16 May 4 steps you should take if you’re subject to a potential protection order
Protection Orders are serious matters
A protection or domestic violence order can restrict contact with the aggrieved spouse as well as contact with children.
If you are subject to an order, you must understand that it is a very serious matter that deserves your prompt attention. There are potential consequences to a DVO even if you don’t break the order, from contact with children or even the ability for you to hold a weapons licence.
Temporary protection order vs protection order
A temporary protection order is like a protection order but it’s for a shorter time to protect those in danger up until the date that a magistrate can decide the application for the full protection order. A hearing for a final order will follow afterwards, but it is usually a long wait. It’s essential to follow and obey the temporary order and obtain legal advice as soon as possible
A protection order is a domestic violence order made by a magistrate in court to protect people in domestic and family violence situations. Most protection orders last for two years however the order can be made for longer or extended if the court feels it’s appropriate.
Why is it important to consult with a lawyer?
Every DVO has a standard condition that the respondent must be of good behaviour and not commit domestic violence against the aggrieved or any other person named in the order, including children, relatives or friends. When a court makes a DVO, it can set out specific conditions that must be followed and obeyed by the person who has committed the violence. These rules can impact on your life and it’s important that you are fully aware of the consequences of these rules before the court makes the order.
Consequences of a DVO
The order might stop you:
• contacting or visiting your children;
• approaching the aggrieved at work (what if you work near them or regularly attend their workplace for alternative reasons?);
• staying in a home you currently share, even if the house is owned or rented in your name
• approaching relatives or friends (if named in the order);
• going to a child’s school or day care centre; and
• any extra conditions deemed necessary or desirable,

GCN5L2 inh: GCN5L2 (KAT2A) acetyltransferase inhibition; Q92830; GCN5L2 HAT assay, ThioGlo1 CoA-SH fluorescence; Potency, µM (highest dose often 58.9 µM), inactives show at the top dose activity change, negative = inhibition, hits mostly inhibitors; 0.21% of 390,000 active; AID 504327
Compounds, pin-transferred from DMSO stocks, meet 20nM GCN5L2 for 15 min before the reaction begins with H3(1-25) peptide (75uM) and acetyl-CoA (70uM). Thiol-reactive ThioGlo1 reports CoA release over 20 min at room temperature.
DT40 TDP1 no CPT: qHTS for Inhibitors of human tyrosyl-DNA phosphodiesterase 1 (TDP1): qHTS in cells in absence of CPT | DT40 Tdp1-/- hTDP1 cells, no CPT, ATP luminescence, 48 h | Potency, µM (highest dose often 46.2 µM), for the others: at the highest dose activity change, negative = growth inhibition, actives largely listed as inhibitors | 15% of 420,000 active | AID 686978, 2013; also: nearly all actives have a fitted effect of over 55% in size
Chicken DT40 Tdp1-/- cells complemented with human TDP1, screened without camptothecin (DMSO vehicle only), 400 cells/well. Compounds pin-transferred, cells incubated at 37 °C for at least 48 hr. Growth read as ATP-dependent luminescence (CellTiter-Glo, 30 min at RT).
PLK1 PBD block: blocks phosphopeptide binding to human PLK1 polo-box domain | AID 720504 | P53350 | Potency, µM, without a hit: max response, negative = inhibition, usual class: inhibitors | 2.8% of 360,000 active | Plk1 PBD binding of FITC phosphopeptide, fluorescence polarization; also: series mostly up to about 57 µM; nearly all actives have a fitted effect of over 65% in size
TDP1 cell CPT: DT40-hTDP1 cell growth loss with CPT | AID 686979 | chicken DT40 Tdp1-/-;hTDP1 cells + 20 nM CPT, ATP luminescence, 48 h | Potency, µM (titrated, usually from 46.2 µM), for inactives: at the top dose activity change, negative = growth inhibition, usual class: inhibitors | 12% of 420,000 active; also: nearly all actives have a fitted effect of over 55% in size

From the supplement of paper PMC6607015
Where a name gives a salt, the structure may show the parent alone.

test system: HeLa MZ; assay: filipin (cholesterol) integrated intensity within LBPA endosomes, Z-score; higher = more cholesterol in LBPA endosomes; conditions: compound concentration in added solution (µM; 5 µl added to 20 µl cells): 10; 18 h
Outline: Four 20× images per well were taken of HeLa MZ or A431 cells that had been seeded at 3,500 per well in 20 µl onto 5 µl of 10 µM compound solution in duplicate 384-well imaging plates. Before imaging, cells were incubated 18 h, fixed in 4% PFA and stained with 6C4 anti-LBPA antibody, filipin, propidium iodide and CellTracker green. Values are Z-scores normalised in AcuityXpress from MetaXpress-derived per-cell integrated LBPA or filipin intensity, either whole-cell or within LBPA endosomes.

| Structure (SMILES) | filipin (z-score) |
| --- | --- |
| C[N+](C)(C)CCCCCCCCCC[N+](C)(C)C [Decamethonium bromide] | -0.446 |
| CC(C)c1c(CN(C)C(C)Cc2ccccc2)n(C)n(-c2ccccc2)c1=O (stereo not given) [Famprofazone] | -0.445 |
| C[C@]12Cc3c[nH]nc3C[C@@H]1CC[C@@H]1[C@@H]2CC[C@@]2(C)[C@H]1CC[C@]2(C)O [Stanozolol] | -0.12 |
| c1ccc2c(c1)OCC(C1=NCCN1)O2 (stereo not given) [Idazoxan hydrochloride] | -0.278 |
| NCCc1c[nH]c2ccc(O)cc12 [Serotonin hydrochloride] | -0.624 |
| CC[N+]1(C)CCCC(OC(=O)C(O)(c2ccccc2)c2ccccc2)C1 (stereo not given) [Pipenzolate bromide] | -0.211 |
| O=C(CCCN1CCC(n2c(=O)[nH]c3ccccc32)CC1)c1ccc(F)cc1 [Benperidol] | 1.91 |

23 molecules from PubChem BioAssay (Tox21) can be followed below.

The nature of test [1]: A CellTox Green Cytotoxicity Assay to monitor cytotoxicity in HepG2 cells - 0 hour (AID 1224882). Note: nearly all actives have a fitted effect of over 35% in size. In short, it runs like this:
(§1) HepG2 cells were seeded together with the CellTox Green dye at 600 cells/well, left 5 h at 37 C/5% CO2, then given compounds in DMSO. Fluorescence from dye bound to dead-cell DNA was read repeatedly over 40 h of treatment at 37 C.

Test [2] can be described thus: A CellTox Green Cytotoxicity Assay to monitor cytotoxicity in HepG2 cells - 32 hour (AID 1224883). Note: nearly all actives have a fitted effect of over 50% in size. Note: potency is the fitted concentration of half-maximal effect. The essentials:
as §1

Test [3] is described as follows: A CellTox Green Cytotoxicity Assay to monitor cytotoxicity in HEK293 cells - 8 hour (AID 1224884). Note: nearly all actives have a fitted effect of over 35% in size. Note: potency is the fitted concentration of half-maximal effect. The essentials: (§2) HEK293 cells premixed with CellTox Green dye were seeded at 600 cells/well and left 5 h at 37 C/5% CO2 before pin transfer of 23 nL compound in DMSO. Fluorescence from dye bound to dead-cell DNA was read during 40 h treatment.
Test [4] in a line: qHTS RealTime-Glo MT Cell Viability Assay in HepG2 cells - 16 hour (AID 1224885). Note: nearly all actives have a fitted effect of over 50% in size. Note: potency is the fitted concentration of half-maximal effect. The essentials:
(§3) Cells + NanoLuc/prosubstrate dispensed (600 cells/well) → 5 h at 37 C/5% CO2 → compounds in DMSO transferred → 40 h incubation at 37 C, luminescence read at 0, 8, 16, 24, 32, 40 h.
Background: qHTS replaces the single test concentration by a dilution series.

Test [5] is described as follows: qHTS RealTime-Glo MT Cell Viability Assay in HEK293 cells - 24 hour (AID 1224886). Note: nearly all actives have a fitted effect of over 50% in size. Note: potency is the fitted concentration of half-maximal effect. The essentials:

It is possible to negotiate the conditions, that’s why you should consult with a lawyer as soon as possible.
What to do if you’re subject to a potential protection order
You’ll want to take specific steps to deal with the prospect of having a protection order issued against you. Here are some suggestions.
- Firstly follow and obey the Temporary Protection Order, even if you feel that you have a valid defence and will defeat an attempt to turn the temporary order into a permanent order.
- Gather any physical evidence relating to any incidents or events the aggrieved application refers to, such as clothing, photos, videos, and objects.
- Assemble any documents or records that could relate to the case, such as letters, emails, phone and GPS records, computer records, and records that might show where you were at the time of an incident; and
- Make a list of possible witnesses—include every person you think has information about the incident, the accusations or the petitioner—and obtain the witnesses’ contact information.
Even if you plan on consenting to the order, these items could prove useful in negotiating the terms of the order. For e.g. – If you are accused of calling or texting repeatedly, your phone records might show otherwise.
What not to do when faced with a protection order
• It’s a criminal offence to contravene any of the conditions of a temporary protection order or protection order.
• Do not destroy evidence that you think could hurt you, as this may cast you in a suspicious light with and can lead to criminal charges
• Try to talk to the aggrieved or witnesses you expect will testify for them, (including text messages or email), or
• contravene or disregard a temporary restraining order in any way making it even harder for you to defend against the request for a permanent order.
• You should never ignore a restraining order request. Instead, you should get information about your rights and options, consult with a lawyer, and participate in the court process.
When should you consult with a lawyer?
Temporary orders can happen very quickly (and sometimes without you even knowing) and are usually followed soon by a permanent order. Your ability to defend against a temporary or permanent order or even negotiating the conditions will depend on having a thorough understanding of the law.
Having an experienced family lawyer on your side — someone familiar with the law, the rules of evidence, and the sensitivities of the judge — will greatly increase your chances of a favourable outcome.